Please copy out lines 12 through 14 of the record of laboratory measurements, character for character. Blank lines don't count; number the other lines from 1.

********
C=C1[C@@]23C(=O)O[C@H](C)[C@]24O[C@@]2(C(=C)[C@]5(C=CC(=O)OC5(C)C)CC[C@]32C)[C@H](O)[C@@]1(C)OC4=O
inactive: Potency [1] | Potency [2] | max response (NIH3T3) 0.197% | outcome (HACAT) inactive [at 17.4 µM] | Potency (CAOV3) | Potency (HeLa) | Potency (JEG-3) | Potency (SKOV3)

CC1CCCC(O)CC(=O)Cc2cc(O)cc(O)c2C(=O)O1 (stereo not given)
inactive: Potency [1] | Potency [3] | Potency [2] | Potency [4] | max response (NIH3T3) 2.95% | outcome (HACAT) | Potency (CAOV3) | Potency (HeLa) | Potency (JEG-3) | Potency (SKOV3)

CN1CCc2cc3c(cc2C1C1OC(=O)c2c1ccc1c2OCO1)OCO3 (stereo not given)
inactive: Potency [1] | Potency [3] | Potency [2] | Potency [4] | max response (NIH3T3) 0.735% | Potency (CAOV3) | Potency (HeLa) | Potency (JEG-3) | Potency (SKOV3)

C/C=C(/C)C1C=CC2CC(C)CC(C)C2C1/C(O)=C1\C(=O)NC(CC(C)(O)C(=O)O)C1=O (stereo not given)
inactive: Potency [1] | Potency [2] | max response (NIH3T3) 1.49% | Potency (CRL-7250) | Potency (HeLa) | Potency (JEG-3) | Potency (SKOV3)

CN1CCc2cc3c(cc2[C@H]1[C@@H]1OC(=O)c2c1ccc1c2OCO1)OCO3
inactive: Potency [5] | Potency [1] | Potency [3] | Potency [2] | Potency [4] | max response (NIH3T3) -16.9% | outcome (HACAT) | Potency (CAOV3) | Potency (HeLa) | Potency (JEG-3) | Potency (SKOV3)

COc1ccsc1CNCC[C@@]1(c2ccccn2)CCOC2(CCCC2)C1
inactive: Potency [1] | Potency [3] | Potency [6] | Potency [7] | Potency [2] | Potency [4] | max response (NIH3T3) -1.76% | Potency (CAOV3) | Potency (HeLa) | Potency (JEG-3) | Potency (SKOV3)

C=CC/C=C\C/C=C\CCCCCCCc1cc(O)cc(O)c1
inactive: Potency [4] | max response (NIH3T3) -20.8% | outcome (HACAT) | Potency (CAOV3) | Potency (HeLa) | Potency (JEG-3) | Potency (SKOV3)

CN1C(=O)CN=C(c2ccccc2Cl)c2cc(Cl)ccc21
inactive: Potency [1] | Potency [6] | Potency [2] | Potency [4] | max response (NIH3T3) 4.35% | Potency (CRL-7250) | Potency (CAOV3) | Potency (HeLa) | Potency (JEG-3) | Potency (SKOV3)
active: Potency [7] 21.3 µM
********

inactive: Potency [1] | Potency [3] | Potency [6] | Potency [7] | Potency [2] | Potency [4] | max response (NIH3T3) -1.76% | Potency (CAOV3) | Potency (HeLa) | Potency (JEG-3) | Potency (SKOV3)

C=CC/C=C\C/C=C\CCCCCCCc1cc(O)cc(O)c1
inactive: Potency [4] | max response (NIH3T3) -20.8% | outcome (HACAT) | Potency (CAOV3) | Potency (HeLa) | Potency (JEG-3) | Potency (SKOV3)